Invest Like... A Murderer?

What Warren Buffett Has in Common With Criminals

Written by Jimmy Mengel
Posted July 13, 2014 at 8:00PM

I have a bizarre quiz for you Outsiders to take today. I'm going to give you a quote, and you have to guess who said it. Was it A) Warren Buffett or B) A convicted felon serving time for murder?

You'd think it'd be pretty cut-and-dried. How in the world would a convicted murderer who grew up in homeless shelters and never made it past grade school sound anything like the most respected investor in the world? Well, after the quiz, I'll bet you'll think differently not only about convicts, but about Warren Buffett and investing in general.

So let's get down to it...

Quote #1

Psychology runs 70% of the markets”

Quote #2

Investors play follow-the-leader — if they didn’t, we wouldn’t have the 1%.”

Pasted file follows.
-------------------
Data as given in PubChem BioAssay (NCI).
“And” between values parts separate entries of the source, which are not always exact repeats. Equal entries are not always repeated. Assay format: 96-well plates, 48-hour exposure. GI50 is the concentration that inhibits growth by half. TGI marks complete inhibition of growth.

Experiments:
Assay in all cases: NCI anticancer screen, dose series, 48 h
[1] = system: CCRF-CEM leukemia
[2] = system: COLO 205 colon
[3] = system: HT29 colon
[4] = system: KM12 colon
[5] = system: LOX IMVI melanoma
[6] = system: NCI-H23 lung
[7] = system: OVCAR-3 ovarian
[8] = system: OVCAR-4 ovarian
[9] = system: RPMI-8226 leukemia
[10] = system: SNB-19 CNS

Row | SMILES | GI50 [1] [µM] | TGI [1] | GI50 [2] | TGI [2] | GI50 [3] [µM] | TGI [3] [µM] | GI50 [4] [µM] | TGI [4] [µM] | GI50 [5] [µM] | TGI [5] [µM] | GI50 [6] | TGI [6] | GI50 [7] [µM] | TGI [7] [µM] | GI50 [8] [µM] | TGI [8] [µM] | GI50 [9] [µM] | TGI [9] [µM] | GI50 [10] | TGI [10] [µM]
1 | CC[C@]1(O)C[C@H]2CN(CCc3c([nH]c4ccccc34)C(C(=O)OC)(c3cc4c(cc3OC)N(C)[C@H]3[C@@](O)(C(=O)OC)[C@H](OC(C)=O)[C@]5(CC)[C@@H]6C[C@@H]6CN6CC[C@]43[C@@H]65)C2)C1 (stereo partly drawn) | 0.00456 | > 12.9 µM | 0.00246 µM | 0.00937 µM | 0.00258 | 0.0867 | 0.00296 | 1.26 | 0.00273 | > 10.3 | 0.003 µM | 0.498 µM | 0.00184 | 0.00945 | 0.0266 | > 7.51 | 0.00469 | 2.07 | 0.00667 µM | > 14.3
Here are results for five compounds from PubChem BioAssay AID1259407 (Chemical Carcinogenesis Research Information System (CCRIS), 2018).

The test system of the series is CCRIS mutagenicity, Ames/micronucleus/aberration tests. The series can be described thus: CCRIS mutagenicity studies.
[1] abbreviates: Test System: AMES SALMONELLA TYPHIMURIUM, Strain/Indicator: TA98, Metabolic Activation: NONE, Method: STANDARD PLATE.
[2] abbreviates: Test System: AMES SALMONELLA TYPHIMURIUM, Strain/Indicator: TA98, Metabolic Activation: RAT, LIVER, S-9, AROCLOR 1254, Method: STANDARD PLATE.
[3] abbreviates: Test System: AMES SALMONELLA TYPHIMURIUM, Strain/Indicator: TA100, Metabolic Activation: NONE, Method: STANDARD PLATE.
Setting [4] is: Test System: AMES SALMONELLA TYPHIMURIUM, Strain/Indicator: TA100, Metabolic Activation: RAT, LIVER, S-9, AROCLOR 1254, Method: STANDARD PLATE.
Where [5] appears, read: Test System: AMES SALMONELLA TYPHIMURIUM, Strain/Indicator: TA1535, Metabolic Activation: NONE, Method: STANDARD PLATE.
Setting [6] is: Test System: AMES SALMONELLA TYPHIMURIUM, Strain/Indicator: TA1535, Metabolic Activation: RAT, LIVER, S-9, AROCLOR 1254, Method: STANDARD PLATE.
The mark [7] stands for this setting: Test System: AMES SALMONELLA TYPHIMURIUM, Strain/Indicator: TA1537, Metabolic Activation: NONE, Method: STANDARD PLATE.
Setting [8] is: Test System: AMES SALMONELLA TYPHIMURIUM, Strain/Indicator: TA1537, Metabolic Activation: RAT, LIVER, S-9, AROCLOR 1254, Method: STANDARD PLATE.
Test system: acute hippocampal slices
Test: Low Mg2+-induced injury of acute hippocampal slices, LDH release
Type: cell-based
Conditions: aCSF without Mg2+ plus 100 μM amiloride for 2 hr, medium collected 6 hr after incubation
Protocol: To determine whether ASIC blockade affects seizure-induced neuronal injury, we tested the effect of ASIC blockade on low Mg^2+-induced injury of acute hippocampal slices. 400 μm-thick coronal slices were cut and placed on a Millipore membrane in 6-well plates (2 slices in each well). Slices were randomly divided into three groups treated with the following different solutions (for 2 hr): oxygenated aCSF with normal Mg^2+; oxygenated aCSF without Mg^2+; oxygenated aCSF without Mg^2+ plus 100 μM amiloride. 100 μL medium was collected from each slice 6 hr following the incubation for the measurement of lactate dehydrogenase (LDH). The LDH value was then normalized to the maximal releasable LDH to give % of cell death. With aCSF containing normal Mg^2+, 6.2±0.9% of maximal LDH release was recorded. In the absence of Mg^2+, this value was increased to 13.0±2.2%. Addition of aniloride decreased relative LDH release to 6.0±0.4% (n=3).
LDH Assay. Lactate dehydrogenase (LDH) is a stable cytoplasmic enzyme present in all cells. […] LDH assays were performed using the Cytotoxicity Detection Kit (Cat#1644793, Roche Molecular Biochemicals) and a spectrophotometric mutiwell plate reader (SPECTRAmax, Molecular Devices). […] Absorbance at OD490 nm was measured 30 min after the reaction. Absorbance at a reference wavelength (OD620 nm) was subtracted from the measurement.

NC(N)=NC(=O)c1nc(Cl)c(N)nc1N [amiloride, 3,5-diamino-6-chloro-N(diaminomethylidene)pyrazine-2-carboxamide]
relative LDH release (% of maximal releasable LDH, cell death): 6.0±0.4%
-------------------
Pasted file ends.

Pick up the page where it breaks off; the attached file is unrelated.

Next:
Quote #3

I go where the money goes—it’s always been that way.”

And now, drumroll please...

I hate to do this to you, but it was a trick quiz. All of the quotes were from convicted murderer Curtis Carroll, aka 'The Oracle of San Quentin'.

He is making the most of his 54-years to life sentence at the famed San Quentin prison in California. Carroll is currently running finance and investing workshops for his fellow inmates. And he's made quite a name for himself doing so.

Carroll was charged with murder as a teenager after an armed robbery went awry, leaving his victim dead of a gunshot wound. He landed at San Quentin in 2012 to serve the remainder of his time. When he arrived, he began to read the Wall Street Journal and various books about investing to pass the time. As he grew more comfortable trading stocks, he started sharing what he learned with the other inmates, and before he knew it, he had dozens of 'students' in his classes, eager to learn how to secure their finances and make money without falling back into a life of crime.